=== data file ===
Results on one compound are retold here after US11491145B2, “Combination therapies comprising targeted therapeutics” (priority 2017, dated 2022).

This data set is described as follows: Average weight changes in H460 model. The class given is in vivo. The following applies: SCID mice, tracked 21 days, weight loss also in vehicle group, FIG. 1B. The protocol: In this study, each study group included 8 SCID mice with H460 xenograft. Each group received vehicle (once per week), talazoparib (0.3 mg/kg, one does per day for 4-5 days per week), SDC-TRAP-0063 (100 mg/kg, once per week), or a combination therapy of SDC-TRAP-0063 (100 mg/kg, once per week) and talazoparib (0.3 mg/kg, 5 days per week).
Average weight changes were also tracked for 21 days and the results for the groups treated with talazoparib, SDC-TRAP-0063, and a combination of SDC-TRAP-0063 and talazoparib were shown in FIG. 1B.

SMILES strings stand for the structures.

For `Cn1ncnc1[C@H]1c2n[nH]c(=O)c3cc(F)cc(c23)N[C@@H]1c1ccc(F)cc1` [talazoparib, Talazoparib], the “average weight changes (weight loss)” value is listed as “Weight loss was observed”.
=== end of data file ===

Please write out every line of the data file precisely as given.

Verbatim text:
Results on one compound are retold here after US11491145B2, “Combination therapies comprising targeted therapeutics” (priority 2017, dated 2022).

This data set is described as follows: Average weight changes in H460 model. The class given is in vivo. The following applies: SCID mice, tracked 21 days, weight loss also in vehicle group, FIG. 1B. The protocol: In this study, each study group included 8 SCID mice with H460 xenograft. Each group received vehicle (once per week), talazoparib (0.3 mg/kg, one does per day for 4-5 days per week), SDC-TRAP-0063 (100 mg/kg, once per week), or a combination therapy of SDC-TRAP-0063 (100 mg/kg, once per week) and talazoparib (0.3 mg/kg, 5 days per week).
Average weight changes were also tracked for 21 days and the results for the groups treated with talazoparib, SDC-TRAP-0063, and a combination of SDC-TRAP-0063 and talazoparib were shown in FIG. 1B.

SMILES strings stand for the structures.

For `Cn1ncnc1[C@H]1c2n[nH]c(=O)c3cc(F)cc(c23)N[C@@H]1c1ccc(F)cc1` [talazoparib, Talazoparib], the “average weight changes (weight loss)” value is listed as “Weight loss was observed”.